Canku Ota - A Newsletter Celebrating Native America
October 21, 2000 - Issue 21

Tlingit Teacher Passes on Language, Culture
by CBC Whitehorse's Shirley McLean.

At the age of 69, when most people have already retired... Lucy Wren decided to become a teacher. Now, at 83, the students at Carcross Elementary School are holding a special party... to say thank you to one of their favorite elders.

Wren decided she wanted to work in the local school, teaching the Tlingit language.

"I got to do something to pass on the language... I try anyway," she says. "Even at home I talk with my kids in the language. They don't understand, but they catch on."

She did so for 14 years. At her retirement party, she was rewarded with her students speaking the language. Wren was one of the first language instructors in the Yukon. Linguist Pat Moore met her for the first time in 1984. He says the Carcross school is losing a great teacher. "Working with Lucy was the first time I was convinced a person could actually learn Tlingit," he says. "She lays everything out, she makes you practice, she's very patient.

"She has a very clear voice, she speaks loud enough that everybody hears, she doesn't rush anybody."

Not only is Lucy Wren an assest to the community of Carcross but she's an inspiration to many of the other Yukon Language instructors.

She is fluent in Tlingit, Tagish and Southern Tuchone. Wren has spent many years with Yukon College developing language books and classroom teaching tools.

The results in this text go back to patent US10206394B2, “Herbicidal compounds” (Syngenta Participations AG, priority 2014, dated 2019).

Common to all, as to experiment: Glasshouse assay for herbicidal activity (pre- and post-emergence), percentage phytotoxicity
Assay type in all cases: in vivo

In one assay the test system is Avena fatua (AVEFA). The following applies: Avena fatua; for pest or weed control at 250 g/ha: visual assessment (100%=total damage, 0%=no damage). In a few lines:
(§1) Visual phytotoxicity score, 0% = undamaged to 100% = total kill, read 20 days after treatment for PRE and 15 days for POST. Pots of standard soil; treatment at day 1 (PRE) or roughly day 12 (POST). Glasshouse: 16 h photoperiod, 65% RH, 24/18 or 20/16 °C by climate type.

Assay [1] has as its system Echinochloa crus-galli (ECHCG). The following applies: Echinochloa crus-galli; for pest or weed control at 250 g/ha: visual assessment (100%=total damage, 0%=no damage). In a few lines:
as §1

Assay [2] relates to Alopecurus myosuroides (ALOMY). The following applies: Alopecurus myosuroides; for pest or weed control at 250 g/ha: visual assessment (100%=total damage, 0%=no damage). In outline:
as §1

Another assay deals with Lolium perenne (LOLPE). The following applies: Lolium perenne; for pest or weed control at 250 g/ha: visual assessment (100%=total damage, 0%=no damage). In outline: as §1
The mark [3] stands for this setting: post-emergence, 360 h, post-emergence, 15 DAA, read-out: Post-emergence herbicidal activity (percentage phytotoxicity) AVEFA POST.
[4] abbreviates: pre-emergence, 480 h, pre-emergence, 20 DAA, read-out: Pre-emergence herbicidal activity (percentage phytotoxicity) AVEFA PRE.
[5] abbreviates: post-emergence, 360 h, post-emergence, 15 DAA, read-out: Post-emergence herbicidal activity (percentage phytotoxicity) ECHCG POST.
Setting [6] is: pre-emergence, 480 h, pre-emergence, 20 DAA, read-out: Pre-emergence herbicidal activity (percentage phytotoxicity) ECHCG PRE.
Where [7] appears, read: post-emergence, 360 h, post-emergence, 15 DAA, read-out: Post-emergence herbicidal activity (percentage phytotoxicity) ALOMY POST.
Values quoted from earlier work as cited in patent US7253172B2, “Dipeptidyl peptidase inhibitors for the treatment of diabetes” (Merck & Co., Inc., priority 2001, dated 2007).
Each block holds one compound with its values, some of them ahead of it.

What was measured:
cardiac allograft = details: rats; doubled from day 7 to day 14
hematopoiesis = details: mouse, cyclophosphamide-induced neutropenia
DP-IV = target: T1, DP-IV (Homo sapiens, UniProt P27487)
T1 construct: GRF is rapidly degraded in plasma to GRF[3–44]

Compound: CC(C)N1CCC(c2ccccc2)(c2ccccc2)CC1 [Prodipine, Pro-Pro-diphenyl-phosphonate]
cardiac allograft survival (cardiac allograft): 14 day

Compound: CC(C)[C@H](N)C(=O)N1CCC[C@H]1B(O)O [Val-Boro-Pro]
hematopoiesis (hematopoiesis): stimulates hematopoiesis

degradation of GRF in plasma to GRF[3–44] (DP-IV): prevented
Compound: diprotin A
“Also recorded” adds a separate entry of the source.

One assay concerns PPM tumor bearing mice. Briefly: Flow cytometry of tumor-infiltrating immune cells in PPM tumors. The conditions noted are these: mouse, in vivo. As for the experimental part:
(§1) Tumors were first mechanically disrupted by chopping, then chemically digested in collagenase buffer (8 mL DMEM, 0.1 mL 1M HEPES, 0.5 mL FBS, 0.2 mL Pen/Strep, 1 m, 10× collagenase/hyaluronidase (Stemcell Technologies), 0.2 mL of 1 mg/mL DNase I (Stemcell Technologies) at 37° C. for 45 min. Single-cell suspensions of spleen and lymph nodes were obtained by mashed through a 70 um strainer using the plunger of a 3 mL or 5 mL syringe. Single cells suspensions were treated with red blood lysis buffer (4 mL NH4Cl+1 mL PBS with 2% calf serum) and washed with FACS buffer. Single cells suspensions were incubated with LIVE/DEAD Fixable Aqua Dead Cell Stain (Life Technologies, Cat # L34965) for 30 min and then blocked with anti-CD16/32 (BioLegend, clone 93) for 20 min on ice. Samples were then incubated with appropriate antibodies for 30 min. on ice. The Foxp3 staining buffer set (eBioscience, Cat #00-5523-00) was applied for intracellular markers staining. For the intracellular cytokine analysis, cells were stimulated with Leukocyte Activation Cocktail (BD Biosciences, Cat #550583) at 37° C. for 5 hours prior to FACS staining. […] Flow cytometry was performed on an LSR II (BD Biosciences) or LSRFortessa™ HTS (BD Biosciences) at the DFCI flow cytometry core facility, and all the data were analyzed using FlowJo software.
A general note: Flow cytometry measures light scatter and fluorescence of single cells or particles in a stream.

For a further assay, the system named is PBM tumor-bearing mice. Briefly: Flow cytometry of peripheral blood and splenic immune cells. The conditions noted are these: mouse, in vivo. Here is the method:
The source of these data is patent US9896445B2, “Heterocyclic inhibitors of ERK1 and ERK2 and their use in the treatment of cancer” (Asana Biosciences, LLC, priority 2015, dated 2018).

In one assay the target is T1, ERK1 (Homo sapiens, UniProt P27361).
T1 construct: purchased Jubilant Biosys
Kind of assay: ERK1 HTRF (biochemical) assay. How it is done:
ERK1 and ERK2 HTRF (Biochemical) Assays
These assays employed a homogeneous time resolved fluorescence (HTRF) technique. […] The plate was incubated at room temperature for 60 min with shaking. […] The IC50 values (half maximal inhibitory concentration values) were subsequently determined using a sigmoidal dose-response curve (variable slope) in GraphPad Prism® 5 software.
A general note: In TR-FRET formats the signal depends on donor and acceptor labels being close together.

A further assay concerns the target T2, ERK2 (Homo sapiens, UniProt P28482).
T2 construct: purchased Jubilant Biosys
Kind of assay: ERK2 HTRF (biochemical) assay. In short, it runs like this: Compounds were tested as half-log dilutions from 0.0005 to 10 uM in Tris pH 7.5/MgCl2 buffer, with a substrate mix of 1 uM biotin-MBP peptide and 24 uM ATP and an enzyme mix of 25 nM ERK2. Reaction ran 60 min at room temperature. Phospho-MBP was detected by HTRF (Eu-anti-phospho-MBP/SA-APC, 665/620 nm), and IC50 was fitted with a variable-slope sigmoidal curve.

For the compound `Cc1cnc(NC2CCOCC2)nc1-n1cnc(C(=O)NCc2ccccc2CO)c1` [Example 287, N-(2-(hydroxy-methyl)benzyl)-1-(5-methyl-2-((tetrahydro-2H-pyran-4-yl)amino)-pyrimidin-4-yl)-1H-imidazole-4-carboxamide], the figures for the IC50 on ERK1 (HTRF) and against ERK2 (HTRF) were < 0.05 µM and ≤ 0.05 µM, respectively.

"I think it would be much better if they know how to talk their language," she says. "

Lucy has taught many of the kids in Carcross, not only the Tlingit Language but also traditional dances and songs... Colleen James is one of Lucy's first students and also her granddaughter.

"She's taught me a lot, it was really good working with her," she says. "She taught me a lot about how the school and rules work as well as the language centre and how they like to apply things."

James learned her language lessons well. She has filled in for grandmother in the classroom from time to time. James also learned why it was important for her grandmother to do this. "I think it was out of love, and the feeling of the need as important as a language," she says. "It was a commitment to her people that's kept her in here as long as it has.

"I've often wondered gee, she's getting on in age, I wonder why she doesn't give up. But you can't tell her what to do, she has a mind of her own."

Wren's hard work and dedication was recognized throughout out the retirement celebration.

Richard Sidney spoke on behalf of the Dawka Nation. The nation that represents the three Tlingit communities in the Southern Lakes.

"The message we receive from the elders of Dawka is that we must preserve, protect and practice the Tlingit language," he told the crown. "This is where we find our heritage, culture, and traditions."

And it's those sentiments that inspired Lucy Wren twenty years ago to bring the language of her ancestors into the classroom.

Central Council of the Tlingit-Haida of Alaska
Tlingit Culture



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